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Old 8 Feb 2011
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Setting the bead, how? With fire?

I have just realised that the "motorcycle" I want will come with tubeless tyres, and since I figure they'd be much harder to seat than tubed ones, what do you think of think of this method (notice that for the second tyre he has donned welder's gloves, which seems like the right thing to do from the get-go):



Do any of you use the method? Or have you found another method that works as well, albeit slower?

I'm asking because I fully expected the reverse trike I'm ordering would have had tubed tyres, but it turns out it doesn't. The rear wheel isn't even spoked, because it's much smaller than the front wheels.

Oh, and it'll be a year before I can get it delivered since there are 372 on the waiting list (with paid deposits) before me. So I might as well give these things some thought in the meantime.
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Old 8 Feb 2011
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Seen it done, but struck me as a party trick for the tourists rather than something I'd want to do.

For punctures use external plugs, they work well and you don't need to carry a bead breaker. On tyre change days either go to a shop with a big, fast compressor or use a bicycle inner tube pressed across the gap until it seals.

It's a PITA the Morgan having odd sized wheels, I'd want it to be able to carry a spare wheel. Far easier to change the wheel and sort the flat one away from the side of the road.

Andy
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Old 8 Feb 2011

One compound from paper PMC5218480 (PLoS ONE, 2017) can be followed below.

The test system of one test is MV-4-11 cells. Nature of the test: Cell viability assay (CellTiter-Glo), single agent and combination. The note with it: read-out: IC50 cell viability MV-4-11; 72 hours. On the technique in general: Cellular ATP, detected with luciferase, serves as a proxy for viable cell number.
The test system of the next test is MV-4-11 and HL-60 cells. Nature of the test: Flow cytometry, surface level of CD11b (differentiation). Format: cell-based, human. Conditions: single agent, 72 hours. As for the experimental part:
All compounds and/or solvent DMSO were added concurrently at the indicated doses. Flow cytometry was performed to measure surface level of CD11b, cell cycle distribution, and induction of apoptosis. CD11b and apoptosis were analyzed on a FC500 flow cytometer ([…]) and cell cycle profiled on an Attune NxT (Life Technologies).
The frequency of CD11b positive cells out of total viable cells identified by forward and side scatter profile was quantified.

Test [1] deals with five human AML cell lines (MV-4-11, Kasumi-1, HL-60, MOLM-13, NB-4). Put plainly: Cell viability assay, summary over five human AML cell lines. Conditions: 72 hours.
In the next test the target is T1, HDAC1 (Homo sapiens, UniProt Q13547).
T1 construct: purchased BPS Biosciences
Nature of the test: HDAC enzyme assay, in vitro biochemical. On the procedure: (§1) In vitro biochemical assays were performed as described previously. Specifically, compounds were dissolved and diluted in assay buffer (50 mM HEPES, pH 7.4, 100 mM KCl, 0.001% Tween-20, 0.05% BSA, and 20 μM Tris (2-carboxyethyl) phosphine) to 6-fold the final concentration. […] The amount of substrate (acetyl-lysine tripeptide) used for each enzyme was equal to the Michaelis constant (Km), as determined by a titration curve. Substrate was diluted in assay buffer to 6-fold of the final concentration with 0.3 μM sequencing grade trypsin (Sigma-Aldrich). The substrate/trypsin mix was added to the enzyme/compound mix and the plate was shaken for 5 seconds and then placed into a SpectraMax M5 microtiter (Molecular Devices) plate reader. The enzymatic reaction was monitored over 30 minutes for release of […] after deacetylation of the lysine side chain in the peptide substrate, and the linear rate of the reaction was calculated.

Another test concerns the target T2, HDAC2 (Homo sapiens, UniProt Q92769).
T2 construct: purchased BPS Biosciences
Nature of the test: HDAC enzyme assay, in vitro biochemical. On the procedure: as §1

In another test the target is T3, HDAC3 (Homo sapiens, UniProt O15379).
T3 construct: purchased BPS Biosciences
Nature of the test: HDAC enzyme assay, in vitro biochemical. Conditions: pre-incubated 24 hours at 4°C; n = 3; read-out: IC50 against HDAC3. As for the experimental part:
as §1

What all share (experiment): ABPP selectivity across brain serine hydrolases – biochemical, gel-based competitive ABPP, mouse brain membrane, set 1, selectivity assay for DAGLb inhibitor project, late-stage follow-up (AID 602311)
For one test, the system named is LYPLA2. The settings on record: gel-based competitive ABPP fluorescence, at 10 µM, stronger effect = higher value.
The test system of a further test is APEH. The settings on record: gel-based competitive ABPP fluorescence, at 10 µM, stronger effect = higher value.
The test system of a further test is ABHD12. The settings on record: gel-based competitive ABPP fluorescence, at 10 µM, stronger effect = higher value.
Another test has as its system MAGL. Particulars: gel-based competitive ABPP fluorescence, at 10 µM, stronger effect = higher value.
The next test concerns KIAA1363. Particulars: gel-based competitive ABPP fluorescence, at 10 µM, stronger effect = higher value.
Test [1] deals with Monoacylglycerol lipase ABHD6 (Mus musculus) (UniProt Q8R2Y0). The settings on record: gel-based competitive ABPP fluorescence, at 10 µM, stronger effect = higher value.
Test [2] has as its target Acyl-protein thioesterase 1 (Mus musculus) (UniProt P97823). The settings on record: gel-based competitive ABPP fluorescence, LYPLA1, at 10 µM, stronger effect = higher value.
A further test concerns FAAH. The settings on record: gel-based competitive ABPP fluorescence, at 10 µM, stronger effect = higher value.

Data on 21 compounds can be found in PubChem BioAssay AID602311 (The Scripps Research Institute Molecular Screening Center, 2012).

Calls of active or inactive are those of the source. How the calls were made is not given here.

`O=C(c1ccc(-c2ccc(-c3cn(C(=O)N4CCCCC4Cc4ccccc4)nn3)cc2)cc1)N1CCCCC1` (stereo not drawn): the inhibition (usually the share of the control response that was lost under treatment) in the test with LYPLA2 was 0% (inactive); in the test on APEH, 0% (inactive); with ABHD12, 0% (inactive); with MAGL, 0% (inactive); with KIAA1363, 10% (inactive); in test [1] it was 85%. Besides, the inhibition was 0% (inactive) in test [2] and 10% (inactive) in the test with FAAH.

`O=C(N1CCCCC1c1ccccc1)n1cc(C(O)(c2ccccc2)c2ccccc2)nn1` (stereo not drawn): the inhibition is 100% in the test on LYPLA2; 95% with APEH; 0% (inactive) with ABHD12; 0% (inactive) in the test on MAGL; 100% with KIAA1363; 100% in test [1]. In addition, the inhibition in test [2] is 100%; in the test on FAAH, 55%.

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If you have a problem seating the tyre bead, put a ratchet strap around the circumference of the tyre and ratchet it up a couple of notches to seat the bead against the wheel. Remove the valve core before inflating the tyre to get the air in as quick as possible.

Once seated, remove strap, fit valve core and re-inflate.
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Old 9 Feb 2011
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Thank you both of you.

I guess it's doable with some practice without fire burning at explosive speeds. That eases my mind.

The rear wheel will be belt-driven and have a single side swing arm. That single side thing might make it easier to swap tires is the sidewall is screwed. I'm gathering there's a bigger risk of sidewall damage to this than a proper two-wheel motorcycle, simply because it doesn't lean into the corners.

I too am a bit miffed it doesn't have the same size wheel all around, but I'm currently wondering if that might be a plus in the end. I figure it's more likely that the rear wheel blows up than the front wheels because of weight and torsion, and since it has a boot above and around the wheel casing, there might be space for an extra tyre for the reduced-size rear wheel.

With regards to tyre fixing, I think I'll ask around and ask people if I can have a go at plugging tyres they are intending to throw away anyway, and while I'm at it, try the different non-fire methods of seating the bead as well as breaking the bead.

I hadn't thought of removing the valve core, that is one good advice, methinks.